What are the rules around taking your child out of school during term time for a family holiday?

Government guidance makes clear that parents are responsible for making sure their “child geta  full-time education that meets their needs”.

It continues: “You can send your child to school or educate them yourself.

“Children must get an education between the school term after their 5th birthday and the last Friday in June in the school year they turn 16.

“You can be prosecuted if you do not give your child an education. You’ll normally get warnings and offers of help from the local council first.”

The Argus:

Guidance from the UK Government adds that anyone wishing to take a their child on holiday during term time will need to “get permission from the head teacher”.

It says: “You can only do this if:

  • you make an application to the head teacher in advance (as a parent the child normally lives with)
  • there are exceptional circumstances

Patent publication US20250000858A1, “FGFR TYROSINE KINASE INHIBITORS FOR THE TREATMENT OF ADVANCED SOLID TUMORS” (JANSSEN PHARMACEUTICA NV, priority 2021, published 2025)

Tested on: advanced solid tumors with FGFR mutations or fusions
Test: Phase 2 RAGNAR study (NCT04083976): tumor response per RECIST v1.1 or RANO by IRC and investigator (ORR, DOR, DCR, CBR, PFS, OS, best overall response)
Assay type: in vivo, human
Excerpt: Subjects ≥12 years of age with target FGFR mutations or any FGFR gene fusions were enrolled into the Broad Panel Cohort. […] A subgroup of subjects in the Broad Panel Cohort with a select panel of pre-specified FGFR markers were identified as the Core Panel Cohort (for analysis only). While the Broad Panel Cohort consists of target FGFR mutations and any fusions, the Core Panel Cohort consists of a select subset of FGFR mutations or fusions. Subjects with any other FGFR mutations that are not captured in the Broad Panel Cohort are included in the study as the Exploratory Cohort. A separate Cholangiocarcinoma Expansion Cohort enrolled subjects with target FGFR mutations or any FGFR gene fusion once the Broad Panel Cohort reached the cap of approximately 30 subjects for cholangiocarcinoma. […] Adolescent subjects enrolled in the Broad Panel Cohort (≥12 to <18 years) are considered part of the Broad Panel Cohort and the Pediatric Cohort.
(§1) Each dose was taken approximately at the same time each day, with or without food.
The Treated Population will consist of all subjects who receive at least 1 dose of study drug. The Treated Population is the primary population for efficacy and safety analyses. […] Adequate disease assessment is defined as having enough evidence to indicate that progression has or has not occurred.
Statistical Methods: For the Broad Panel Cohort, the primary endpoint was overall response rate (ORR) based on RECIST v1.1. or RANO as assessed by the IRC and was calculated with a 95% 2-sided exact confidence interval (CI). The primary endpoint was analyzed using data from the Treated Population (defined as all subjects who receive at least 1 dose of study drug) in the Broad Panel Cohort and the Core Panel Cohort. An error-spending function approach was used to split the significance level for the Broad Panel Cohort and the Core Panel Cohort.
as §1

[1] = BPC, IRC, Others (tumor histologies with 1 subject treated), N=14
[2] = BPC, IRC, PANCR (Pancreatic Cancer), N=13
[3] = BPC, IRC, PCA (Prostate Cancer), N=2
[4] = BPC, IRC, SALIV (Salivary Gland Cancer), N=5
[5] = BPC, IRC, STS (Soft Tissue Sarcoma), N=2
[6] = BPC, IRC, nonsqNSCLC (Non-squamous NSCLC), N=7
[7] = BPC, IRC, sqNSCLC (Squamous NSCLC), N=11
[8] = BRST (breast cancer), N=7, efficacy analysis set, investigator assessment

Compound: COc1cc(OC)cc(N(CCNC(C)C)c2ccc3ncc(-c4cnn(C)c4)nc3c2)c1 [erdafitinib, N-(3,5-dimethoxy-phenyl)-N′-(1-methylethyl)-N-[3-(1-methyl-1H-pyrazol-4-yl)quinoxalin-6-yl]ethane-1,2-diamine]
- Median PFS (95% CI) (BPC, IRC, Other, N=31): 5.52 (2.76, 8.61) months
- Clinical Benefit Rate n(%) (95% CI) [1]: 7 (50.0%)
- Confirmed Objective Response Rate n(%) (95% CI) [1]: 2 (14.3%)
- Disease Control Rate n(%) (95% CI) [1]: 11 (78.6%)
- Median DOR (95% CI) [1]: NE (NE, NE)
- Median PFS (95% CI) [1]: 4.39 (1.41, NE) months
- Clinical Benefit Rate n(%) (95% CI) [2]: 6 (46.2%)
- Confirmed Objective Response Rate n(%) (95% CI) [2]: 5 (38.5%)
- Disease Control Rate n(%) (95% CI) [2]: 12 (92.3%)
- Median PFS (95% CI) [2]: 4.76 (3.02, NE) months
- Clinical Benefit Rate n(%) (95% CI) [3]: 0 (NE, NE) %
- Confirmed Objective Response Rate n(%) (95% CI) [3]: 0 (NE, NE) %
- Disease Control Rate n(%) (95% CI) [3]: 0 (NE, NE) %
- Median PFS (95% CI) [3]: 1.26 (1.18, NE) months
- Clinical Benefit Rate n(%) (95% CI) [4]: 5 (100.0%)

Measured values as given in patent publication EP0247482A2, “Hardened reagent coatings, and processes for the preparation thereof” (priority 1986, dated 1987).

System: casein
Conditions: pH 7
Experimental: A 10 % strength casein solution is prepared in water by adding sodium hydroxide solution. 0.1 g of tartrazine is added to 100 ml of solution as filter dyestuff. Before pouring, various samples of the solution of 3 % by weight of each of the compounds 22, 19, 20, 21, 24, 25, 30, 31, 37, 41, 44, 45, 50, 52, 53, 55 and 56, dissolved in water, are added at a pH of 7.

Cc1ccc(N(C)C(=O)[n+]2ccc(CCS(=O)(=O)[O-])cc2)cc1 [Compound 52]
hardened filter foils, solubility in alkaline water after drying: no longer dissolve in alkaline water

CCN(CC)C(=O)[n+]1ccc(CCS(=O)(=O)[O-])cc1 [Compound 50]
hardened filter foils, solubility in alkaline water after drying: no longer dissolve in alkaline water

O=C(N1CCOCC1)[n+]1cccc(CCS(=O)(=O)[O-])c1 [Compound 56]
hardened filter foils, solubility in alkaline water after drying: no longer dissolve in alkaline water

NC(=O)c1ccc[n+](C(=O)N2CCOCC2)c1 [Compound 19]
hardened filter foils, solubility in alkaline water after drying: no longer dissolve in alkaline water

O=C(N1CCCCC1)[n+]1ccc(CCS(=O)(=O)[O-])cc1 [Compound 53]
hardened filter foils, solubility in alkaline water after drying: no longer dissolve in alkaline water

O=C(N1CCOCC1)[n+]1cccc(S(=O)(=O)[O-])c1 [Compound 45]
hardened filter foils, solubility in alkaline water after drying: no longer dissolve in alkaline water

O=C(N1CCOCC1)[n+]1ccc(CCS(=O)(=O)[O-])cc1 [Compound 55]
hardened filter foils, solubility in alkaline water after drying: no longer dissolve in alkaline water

“It’s up to the head teacher how many days your child can be away from school if leave is granted.”

Exceptional circumstances can include visiting seriously ill family or attending a funeral.

The Department for Education have said it is “unlikely” that absences will be approved for a family holiday.

You can see the full UK Government guidance here.

Taking a child out school in England or Wales without permission could result in a £60 fine or worse.

The fine can rise to £120 each if you do not pay within 21 days. If you do not pay the fine after 28 days you may be prosecuted for your child’s absence from school.

Advice from consumer website MoneySavingExpert adds that parents in Scotland will not face a £60 fine, but may be issued with “attendance orders” which can make a parent explain the absence.

If a reasonable excuse isn’t given, they could be “taken to court and face up to one month in prison and a fine of up to £1,000”.

In Northern Ireland, you could be referred to the Education Welfare Service if your child’s attendance falls below 85%.

Failing to engage with the service could result in a £1,000 fine for parents.